Consistent with the phased approach, it is envisaged that the first two reactors will be built and commissioned by 2026, in order to mitigate against the projection of base load capacity running out between 2026 and 2028. The size of the first two reactors will be between 2 400MW and 3 200MW, depending on the vendor selected. The two reactors will be designed for 80 years operating life, with a targeted payback period of between 20 and 25 years.
To achieve the technology transfer and other long-term objectives, there will be a series of long-term agreements specifying at what stage and under what conditions the relevant technology transfers will occur. To encourage localisation, it is important that for certain key components, long-term supply contracts are put in place beyond the first two reactors to justify local manufacturing. This will enable sustainable job creation and address socio-economic factors.
Another key item to be agreed on with the initial contracts will be the basis on which Eskom will buy fuel from Necsa, thereby allowing Necsa to create a business case for the establishment of the full scope of the local fuel facilities.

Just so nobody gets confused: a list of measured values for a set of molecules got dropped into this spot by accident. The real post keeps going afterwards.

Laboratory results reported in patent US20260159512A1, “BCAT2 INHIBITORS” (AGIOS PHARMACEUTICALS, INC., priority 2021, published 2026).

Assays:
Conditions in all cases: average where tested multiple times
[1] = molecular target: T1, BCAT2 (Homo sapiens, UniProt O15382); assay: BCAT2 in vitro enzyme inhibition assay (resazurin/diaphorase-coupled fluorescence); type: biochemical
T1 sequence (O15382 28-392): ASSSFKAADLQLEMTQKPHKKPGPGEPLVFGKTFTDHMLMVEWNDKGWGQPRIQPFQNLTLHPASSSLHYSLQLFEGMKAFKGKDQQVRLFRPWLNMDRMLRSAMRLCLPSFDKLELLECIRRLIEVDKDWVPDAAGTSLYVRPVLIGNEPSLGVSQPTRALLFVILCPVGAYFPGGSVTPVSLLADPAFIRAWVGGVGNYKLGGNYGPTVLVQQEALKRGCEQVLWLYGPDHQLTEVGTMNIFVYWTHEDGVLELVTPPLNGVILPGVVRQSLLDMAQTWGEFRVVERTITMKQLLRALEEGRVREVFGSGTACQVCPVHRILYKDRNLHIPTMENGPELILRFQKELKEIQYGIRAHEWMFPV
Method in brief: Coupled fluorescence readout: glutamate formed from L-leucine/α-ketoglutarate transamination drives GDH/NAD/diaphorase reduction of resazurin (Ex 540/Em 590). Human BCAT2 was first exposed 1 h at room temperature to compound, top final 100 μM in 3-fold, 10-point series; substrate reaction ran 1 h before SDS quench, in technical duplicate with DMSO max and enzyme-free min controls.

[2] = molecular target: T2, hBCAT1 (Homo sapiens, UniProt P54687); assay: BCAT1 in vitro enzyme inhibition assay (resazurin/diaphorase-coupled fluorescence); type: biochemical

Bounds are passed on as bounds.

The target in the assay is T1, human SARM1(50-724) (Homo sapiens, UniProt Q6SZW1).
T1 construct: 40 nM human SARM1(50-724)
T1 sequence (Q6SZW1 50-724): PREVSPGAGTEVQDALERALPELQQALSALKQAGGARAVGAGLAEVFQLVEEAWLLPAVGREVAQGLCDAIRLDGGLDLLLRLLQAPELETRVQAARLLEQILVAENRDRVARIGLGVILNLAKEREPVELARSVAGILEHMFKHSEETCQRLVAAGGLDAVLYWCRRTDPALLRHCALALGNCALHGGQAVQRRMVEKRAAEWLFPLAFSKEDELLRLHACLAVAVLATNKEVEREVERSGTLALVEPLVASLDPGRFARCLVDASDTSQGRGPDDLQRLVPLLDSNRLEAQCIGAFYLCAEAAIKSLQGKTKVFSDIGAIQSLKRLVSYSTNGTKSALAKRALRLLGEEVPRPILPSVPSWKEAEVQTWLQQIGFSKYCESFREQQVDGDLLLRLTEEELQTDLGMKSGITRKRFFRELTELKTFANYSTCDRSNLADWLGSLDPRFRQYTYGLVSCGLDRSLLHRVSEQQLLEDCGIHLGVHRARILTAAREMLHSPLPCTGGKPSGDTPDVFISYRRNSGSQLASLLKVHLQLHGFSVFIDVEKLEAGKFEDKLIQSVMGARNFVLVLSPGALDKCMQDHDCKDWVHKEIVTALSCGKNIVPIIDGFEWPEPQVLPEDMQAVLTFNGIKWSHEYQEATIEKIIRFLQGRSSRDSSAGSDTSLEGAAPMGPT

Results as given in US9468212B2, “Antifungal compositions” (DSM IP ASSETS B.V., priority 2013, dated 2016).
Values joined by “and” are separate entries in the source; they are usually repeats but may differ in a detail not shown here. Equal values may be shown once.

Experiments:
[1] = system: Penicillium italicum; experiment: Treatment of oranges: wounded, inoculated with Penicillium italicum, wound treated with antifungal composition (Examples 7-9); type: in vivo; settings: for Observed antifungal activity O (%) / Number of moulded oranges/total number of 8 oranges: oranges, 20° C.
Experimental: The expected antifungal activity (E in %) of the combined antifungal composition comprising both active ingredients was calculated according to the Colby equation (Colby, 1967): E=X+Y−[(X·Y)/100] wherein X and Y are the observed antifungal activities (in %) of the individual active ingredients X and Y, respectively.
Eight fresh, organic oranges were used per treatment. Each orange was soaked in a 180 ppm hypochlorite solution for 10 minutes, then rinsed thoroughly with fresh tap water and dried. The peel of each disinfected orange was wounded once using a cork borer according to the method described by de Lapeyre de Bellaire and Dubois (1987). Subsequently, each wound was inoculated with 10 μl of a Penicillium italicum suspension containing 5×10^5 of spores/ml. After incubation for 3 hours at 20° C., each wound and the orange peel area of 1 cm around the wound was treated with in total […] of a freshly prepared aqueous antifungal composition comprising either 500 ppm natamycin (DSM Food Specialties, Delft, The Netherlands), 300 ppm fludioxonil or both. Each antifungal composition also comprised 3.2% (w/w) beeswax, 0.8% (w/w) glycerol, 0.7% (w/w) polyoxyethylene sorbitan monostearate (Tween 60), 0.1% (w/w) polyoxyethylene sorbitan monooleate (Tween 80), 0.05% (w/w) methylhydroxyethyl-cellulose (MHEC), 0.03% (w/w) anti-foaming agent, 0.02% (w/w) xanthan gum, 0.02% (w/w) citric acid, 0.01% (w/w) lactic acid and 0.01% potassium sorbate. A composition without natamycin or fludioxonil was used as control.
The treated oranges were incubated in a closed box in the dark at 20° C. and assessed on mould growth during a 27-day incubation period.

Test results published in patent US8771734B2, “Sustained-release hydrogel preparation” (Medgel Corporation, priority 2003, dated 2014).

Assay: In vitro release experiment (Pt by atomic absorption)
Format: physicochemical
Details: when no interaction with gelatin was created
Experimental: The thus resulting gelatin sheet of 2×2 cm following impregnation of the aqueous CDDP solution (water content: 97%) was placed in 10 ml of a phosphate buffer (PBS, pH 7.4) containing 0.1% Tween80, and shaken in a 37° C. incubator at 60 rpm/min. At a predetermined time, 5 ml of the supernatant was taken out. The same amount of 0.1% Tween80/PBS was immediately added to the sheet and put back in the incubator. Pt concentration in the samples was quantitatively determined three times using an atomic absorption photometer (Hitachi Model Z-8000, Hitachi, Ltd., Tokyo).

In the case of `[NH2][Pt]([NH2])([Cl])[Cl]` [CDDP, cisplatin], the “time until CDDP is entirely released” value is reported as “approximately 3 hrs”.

In the past few years, the Renewable Energy Independent Power Producer (REIPP) programme - which outlines the collaboration between the government, the private sector and the regulator - has given Eskom additional confidence in the available spectrum of funding options for the nuclear build programme. Under the REIPP programme, the private sector contributed about R200 billion to infrastructure development. The government, therefore, has a contingent liability of between R200bn and about R900bn over a 20-year period.